Religious Diversity News

Showing all news articles with tradition Islam.

Ramadan Reflections

Source: The Atlanta Journal and Constitution

On December 19, 1998, The Atlanta Journal and Constitution
published an article on Ramadan and the Muslim community in Atlanta.
The Islamic Circle of North America in Marietta, GA reports that
there are about 50,000 Muslims, representing 100 countries, living
and working in metro Atlanta. There are 12 mosques in metro Atlanta,
including centers in downtown Atlanta, Marietta, Norcross, and

American Muslim Council Praises Military on Ramadan Accommodation

Source: American Muslim Council

On December 9, 1998, the American Muslim Council issued a press
release expressing their appreciation for the “efforts of the US
Military in providing greater understanding and accommodation for
Muslims in the Service during Ramadan and `Id al Fitr.” The statement
continued, “The Armed Forces Chaplains Board has issued notification
that during Ramadan, Muslims in the Service may be released from duty
at least half-an-hour before sunset to help them break their fast.
The memorandum has also suggested to exempt Muslims from rigorous
daily physical and field training during the month. Furthermore, the
memorandum has recommended liberal leave policy to allow Service
Members and Department of Defense civilians to celebrate `Id al
Fitr.” For more information about the AMC, visit

Islamic School in Broward County

Source: Sun-Sentinel

On November 21, 1998, Florida’s Sun-Sentinel reported
that the student body at Nur-Ul-Islam Academy in southwestern Broward
County has quintupled in two years, from 33 to 165 students.
Nur-Ul-Islam, which educates preschool through 10th grade, is the
only Islamic school in Broward County and offers a curriculum of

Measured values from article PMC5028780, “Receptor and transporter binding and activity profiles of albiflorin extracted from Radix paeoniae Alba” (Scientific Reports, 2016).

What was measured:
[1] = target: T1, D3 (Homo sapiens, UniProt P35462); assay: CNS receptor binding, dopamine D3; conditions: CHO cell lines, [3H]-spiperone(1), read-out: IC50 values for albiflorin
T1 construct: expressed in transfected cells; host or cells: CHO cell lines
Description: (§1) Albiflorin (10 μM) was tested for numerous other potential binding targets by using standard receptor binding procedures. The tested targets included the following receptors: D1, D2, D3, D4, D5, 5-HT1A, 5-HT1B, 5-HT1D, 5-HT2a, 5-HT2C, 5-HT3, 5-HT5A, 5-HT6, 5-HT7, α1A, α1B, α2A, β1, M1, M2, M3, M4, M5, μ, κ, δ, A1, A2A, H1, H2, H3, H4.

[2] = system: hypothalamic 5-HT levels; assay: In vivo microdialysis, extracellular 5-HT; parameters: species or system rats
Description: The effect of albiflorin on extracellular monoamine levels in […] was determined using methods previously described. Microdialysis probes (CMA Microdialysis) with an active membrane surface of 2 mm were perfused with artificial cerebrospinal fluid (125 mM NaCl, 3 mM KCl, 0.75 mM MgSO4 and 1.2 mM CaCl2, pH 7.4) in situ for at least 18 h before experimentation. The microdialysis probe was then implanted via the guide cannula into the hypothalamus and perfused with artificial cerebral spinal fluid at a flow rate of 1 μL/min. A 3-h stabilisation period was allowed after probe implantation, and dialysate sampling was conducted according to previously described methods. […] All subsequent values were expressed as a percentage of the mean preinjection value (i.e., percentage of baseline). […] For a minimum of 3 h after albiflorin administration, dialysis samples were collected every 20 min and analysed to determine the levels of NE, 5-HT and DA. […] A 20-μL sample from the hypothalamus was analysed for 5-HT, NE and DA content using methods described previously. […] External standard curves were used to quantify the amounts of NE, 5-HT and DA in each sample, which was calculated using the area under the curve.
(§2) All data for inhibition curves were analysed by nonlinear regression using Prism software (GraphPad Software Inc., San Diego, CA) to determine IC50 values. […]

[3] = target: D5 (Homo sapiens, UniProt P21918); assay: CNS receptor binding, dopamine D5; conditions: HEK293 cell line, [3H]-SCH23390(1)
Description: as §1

Arabic, Qur’anic studies, Islamic studies, math, English, and

The Growth of Muslim Schools in the New York Area

Source: The New York Times

On November 10, 1998, the New York Times published an
article concerning the growth of Islamic schools in the New York
metropolitan area, which are flourishing with a curriculum that
offers religion and Arabic classes along with a traditional academic
curriculum. As recently as three years ago, fewer than 200 children
attended private Islamic schools in New York City and Long Island.
Now, over 2,400 children in 13 schools in New York and Long Island
are educated in a Muslim environment. In addition to those numbers,
New Jersey now has 10 private Islamic schools. Spurred by the vast
immigrant population in the New York area, these schools can’t grow
fast enough for the demand. Al Noor School in Brooklyn, the New York
area’s largest Islamic private school, accommodates 600 students, but
many more would like to attend. Nidal Abuasi, principal of Al Noor,
stated: “We turned down 400 kids because we don’t have space….We
have people who come hoping we have space even if their child has to
be demoted to a lower grade.”

First Mosque on a U.S. Military Base

Source: Chicago Tribune

On November 6, 1998, the Chicago Tribune reported that
the Norfolk Naval Base in Virginia is home to the military’s first
mosque, Masjid al Da’wah. The mosque was opened a year ago and
attendance for Friday services varies from 7 to 50. According to
public affairs officer Paula Keicer, the Navy has 725 enlisted
Muslims, though the Navy does not keep a count of Muslim officers.
Lt. Malak Ibn Noel, the mosque’s imam, states that “people are very,
very proud of this room.” The mosque occupies a small space in a
building which also contains a synagogue and two chapels.

Imam, Rabbi, and Cardinal in Dialogue

Source: National Catholic Register

On September 6, 1998, the National Catholic Register
reported that the Catholic Focolare movement and the Baltimore
archdiocese sponsored an event entitled “Dialogue as a Lifestyle” at
St. Mary’s Seminary and University in Baltimore on August 23rd, 1998.
The dialogue featured representatives of three faiths: William
Cardinal Keeler of Baltimore, U.S. Episcopal moderator of
Catholic-Jewish relations; Rabbi Jack Bemporad, director of the
Center for Interreligious Understanding at Ramapo College; and Imam
Abdulmalik Mohammed, leader of the Muslim America Society in
Baltimore. Rabbi Bemporad described the process of dialogue as
becoming “conscious of the other as another soul.”